I’ve never been skiing, but I had one of those plastic discs when I was a kid and a steep backyard. For the three years we lived in Virginia, my brother and I would climb up the multi-tiered hill behind our house after school and slide down, our only means of steering or stopping a foot stuck out to drag.
I can’t help feeling that’s what’s going on in digital publishing now, and it’s a giddy feeling. Anyone who has been paying attention knows that paper book sales in all formats have been dropping while ebook sales have been growing rapidly year over year. People are reading ebooks on smart phones and dedicated ereaders, and every few months it seems a new tablet computer is announced.
Amazon’s announcement yesterday of the Kindle Fire ($199) and the Kindle Touch ($99), not to mention the new price-point for the non-touch Kindle ($79), has just added speed to an already accelerating ebook revolution.
Unlike my plastic disc, that had no steering or brakes, Amazon seems to be in control of its direction and speed. And whether you like the way Amazon does business, you can’t deny its success. Amazon is doing everything it can to define the environment, to gain control of the slopes.
What effect will this have on indie publishers? In the short term (which could still be several years) it will be great. More and more people will be looking for content and buying digital books. If you’ve written a good book and packaged it attractively, your sales should go up. A rising tide lifts all boats, etc. Longer term, though, if Amazon drives its competitors out of the market, a lack of competition in the outlets for digital books could allow Amazon to demand a higher discount rate. Competition is messy, but it’s good for innovation and prices.
Bezo’s competitors don’t particularly care if Amazon’s policies hurt indies’s income, but we should care about what happens to them, and hope they respond intellegently to the challenge Bezos has cast in their faces. We need them to keep the market churning.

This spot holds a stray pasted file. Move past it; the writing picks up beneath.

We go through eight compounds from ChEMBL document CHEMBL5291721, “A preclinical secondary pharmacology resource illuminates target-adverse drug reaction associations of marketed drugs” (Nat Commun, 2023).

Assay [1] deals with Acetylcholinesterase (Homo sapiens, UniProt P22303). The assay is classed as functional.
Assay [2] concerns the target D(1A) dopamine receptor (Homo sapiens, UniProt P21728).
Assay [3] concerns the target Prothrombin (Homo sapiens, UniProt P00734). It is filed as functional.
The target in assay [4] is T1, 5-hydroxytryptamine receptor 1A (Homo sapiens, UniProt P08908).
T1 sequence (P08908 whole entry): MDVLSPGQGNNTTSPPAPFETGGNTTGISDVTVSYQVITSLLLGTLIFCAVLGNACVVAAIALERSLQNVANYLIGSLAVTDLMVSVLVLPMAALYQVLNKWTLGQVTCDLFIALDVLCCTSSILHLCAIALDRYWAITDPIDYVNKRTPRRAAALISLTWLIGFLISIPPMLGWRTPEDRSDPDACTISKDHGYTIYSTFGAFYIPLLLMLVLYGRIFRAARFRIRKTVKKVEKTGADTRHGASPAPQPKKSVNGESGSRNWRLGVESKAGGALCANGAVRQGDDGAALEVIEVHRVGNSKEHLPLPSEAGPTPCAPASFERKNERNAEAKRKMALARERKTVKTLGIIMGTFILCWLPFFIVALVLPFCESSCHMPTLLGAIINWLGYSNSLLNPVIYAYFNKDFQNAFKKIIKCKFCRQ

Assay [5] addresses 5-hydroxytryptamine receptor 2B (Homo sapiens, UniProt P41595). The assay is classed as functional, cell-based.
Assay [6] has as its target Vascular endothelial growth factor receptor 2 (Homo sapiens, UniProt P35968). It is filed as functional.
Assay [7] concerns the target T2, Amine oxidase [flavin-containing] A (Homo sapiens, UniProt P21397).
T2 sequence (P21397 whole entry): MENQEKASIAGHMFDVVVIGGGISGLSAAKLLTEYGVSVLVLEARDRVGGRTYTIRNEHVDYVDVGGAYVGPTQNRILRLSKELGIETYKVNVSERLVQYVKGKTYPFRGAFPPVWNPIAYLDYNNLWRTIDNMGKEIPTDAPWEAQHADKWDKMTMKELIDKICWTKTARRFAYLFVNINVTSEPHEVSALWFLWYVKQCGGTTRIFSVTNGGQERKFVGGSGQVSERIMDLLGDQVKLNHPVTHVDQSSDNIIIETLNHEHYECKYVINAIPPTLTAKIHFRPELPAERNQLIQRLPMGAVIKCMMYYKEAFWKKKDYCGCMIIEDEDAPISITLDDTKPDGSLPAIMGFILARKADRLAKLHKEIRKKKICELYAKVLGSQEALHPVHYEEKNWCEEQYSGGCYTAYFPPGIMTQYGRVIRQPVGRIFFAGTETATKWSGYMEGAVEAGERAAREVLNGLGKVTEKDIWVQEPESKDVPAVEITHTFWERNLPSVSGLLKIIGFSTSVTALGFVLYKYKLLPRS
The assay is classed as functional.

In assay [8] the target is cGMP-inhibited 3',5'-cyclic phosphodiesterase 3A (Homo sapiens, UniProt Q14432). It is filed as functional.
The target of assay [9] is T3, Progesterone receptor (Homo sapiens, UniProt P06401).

Fortunately, while the big publishers may not like the growing shift to digital books, but they are not ignoring it. They’ve been buying the ebook rights in their contracts for years, and they’re bringing out their backlists as fast as they can. Some indie authors are unhappy about this, fearing they’ll get lost in growing inventory. I don’t see that being as big a problem as not having publishing companies around to push back against Amazon. I like that Amazon’s marketing is aiding the digital revolution. It’s just not good for one company alone to control the market unless they’re a public utility.
How does all this affect what I’m going to do? When I was eight and sledding with my brother, I wouldn’t start my run all the way at the top of the hill. (I was afraid of crashing into the house the way my brother did once.) I’m still cautious. I have steering and brakes now. But I’m still going for it. I’m going to get my books out as fast as I can, which means at the rate of two to three books a year until I can learn to write faster. I want to take advantage of this growing ebook environment. And I’m preparing mentally for that environment to change because we can be sure that it will. I’m thinking about how ebooks themselves are changing and considering including multi-media.
I’m learning to love this wild ride we’re on.